The Yellow Birds

“On Background” is a series of blog posts wherein I talk about the books, films, and other media that would come to inform me in writing WE TAKE CARE OF OUR OWN. My gratitude to the authors, journalists, filmmakers, and thinkers responsible for these works is hereby assumed.

At some point in the eight years of my writing We Take Care of Our Own (coming out 2020 on Montag Press), I read The Yellow Birds, a 2013 novel by Kevin Powers. It tells the story of two young privates and their efforts to stay alive during military operations in Al Tafar, Iraq. It’s a novel that looks to be well on its way toward becoming a classic of Iraq War literature, right up there with Ben Fountain’s Billy Lynn’s Long Halftime Walk and Phil Klay’s short story collection Redeployment. I’m not saying this because I actually read these books and deem them important—I didn’t, so I don’t—but it should be noted that these books, as well as The Yellow Birds, were awarded big-deal literary prizes and/or were made into Hollywood movies. If that doesn’t bode well for their future status as genre classics, I don’t know what does.

The Yellow Birds is a quick read, quicker than its 250-plus-page count suggests, with prose that might be described as spare. Of course, it seems to me that whenever a poet publishes a novel (one could not make it through a review of The Yellow Birds without learning that its author is a poet first and foremost, with an MFA from the University of Texas at Austin and a Michener Fellowship in Poetry) the prose will be described by critics as “spare.”

It should also be noted that Powers served in the Army in 2004 and 2005 in Iraq, where he was deployed as a machine gunner in Mosul and Tal Afar. So this is a guy who walked the walk before talking the talk, and we Americans ought to be thankful for his service in this particular morally bankrupt and poorly planned forever war.

And now, a confession: I don’t remember much about The Yellow Birds. I remember it ending with somebody at the top of a tower, and I vaguely recall discovering one or two military terms that I felt I could incorporate into my book, but that’s it. What I remember most about it is that I was on a plane when I finished it. I remember the sun coming in strongly through the plane windows. I was probably with my wife and kids.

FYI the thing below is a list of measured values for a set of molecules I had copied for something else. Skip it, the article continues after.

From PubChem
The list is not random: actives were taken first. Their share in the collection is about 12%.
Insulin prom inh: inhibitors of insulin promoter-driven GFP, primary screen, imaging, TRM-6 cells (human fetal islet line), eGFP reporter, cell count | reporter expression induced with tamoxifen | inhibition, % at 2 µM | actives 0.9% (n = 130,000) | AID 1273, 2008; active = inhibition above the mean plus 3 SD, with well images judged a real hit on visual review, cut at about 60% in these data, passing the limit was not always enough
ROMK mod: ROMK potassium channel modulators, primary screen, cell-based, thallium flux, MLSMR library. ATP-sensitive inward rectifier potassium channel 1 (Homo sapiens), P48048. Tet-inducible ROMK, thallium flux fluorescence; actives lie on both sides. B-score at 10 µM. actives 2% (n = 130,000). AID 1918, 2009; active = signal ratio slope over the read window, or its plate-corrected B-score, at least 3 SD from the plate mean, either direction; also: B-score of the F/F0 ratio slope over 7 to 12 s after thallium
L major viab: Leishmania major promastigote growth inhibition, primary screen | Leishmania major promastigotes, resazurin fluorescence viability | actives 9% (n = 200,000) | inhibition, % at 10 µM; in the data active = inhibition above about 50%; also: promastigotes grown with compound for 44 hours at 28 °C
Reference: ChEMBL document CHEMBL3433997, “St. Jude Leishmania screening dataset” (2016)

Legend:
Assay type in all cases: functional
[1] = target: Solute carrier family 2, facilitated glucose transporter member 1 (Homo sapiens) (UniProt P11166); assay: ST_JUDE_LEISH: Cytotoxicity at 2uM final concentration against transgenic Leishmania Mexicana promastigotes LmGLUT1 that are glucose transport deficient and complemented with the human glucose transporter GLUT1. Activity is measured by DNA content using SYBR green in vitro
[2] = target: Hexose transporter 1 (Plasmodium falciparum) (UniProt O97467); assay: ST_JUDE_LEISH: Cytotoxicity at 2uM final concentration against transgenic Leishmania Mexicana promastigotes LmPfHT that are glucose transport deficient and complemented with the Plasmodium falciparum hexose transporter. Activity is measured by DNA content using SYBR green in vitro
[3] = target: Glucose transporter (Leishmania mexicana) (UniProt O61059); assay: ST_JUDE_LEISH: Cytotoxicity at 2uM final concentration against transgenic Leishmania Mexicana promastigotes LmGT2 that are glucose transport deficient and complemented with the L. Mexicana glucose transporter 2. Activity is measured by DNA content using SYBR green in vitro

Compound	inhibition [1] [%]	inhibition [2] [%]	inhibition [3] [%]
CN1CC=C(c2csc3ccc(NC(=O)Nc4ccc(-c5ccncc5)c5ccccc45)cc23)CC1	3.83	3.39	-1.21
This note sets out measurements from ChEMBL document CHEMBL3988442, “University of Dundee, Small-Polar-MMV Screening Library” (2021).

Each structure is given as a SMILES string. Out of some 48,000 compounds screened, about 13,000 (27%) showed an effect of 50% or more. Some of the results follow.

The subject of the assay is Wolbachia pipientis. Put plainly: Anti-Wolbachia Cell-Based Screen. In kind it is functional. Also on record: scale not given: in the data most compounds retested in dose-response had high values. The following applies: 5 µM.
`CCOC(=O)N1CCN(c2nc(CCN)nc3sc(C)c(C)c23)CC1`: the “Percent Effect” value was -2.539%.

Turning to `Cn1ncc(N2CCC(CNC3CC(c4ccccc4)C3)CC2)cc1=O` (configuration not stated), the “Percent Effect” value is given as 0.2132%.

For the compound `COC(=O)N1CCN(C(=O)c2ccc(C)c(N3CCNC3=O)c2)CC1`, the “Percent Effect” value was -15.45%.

This doesn’t mean I got nothing out of it or that I consider my reading The Yellow Birds a waste of time. Just because I can’t sit here and pinpoint all the little ways in which it spoke to me or educated me or otherwise helped me doesn’t mean it didn’t do all that and more. Some works dazzle you from one moment to the next while some works quietly sink in, infiltrating the reader’s psyche without their noticing. I’m inclined to think The Yellow Birds achieved this, as I sit here and skim pages, coming across passages like this:

And then it started. It seemed as if the movement of one moment to the next had its own trajectory, a thing both finite and expansive, like the endless divisibility of numbers strung out on a line. The trackers reached out from all the dark spaces in the buildings across the field, and there were many more bullets than streaks of phosphorescence. We heard them tear at the air around our ears and smack into the clay brick and concrete. We did not see Malik get killed, but Murph and I had his blood on both of our uniforms. When we got the order to cease fire we looked over the low wall and he was lying in the dust and there was a lot of blood around him.

Good, right? It starts off abstract, with notions about numbers on lines, then grows slowly more tidy and Hemingwayesque until that last detail (“and there was a lot of blood around him”) reads almost like parody, which may or may not reflect the narrator’s remove from his feelings about witnessing, if not seeing, the death of Malik, a young interpreter.

That part about the moments being finite and expansive, though—I tapped a similar vein describing one of my novel’s characters’ memories of an enemy ambush, exploring the notion of temporal flexibility in life’s most fraught and frantic moments. I remember feeling quite inspired while writing that description, but now I see I may have simply been aping the spare prose of Kevin Powers’s The Yellow Birds. Terrific. Now I need to thank him for two things.